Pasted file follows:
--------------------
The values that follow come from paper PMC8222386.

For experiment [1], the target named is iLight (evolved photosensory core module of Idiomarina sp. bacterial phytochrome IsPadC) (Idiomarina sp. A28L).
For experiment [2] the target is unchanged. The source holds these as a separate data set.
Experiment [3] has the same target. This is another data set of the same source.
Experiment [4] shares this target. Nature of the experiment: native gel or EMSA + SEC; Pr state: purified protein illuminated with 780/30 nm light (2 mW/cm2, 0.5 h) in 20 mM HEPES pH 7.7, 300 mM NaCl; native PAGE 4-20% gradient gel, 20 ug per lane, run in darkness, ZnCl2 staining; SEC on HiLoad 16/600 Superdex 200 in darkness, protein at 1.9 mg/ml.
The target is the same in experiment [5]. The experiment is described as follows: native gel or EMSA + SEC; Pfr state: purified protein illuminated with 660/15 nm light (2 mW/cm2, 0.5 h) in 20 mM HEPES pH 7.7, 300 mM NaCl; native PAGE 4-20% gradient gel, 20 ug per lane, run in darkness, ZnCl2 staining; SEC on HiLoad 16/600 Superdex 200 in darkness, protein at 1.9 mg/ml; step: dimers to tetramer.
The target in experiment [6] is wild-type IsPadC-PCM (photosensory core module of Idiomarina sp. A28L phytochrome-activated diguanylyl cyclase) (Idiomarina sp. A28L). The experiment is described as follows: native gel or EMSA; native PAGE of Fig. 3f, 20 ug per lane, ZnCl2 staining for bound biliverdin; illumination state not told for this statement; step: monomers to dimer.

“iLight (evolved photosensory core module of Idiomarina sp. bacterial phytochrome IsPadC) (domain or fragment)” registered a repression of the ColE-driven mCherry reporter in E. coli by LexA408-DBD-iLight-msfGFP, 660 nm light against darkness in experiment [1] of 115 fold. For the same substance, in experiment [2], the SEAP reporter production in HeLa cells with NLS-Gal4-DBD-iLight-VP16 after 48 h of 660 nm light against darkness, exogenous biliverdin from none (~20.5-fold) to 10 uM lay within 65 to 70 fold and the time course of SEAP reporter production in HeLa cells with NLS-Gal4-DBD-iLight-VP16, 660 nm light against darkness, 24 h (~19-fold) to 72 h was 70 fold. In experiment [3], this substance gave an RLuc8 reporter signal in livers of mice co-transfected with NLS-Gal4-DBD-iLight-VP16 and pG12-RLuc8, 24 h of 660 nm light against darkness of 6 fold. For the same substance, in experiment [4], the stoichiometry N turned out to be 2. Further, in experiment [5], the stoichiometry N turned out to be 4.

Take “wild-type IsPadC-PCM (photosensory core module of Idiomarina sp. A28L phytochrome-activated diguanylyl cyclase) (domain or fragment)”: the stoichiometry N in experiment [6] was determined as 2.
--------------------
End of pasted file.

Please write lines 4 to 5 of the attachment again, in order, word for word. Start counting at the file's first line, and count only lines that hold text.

Experiment [3] has the same target. This is another data set of the same source.
Experiment [4] shares this target. Nature of the experiment: native gel or EMSA + SEC; Pr state: purified protein illuminated with 780/30 nm light (2 mW/cm2, 0.5 h) in 20 mM HEPES pH 7.7, 300 mM NaCl; native PAGE 4-20% gradient gel, 20 ug per lane, run in darkness, ZnCl2 staining; SEC on HiLoad 16/600 Superdex 200 in darkness, protein at 1.9 mg/ml.